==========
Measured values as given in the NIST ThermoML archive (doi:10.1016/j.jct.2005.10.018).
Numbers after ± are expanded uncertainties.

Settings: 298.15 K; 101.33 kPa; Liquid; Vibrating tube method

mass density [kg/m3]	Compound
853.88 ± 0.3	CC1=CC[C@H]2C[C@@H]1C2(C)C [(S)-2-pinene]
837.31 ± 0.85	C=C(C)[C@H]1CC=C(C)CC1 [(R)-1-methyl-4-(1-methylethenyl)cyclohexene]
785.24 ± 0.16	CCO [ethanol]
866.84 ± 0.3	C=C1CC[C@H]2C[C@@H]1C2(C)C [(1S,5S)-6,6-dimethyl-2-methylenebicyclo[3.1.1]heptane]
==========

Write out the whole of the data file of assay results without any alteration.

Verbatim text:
Measured values as given in the NIST ThermoML archive (doi:10.1016/j.jct.2005.10.018).
Numbers after ± are expanded uncertainties.

Settings: 298.15 K; 101.33 kPa; Liquid; Vibrating tube method

mass density [kg/m3]	Compound
853.88 ± 0.3	CC1=CC[C@H]2C[C@@H]1C2(C)C [(S)-2-pinene]
837.31 ± 0.85	C=C(C)[C@H]1CC=C(C)CC1 [(R)-1-methyl-4-(1-methylethenyl)cyclohexene]
785.24 ± 0.16	CCO [ethanol]
866.84 ± 0.3	C=C1CC[C@H]2C[C@@H]1C2(C)C [(1S,5S)-6,6-dimethyl-2-methylenebicyclo[3.1.1]heptane]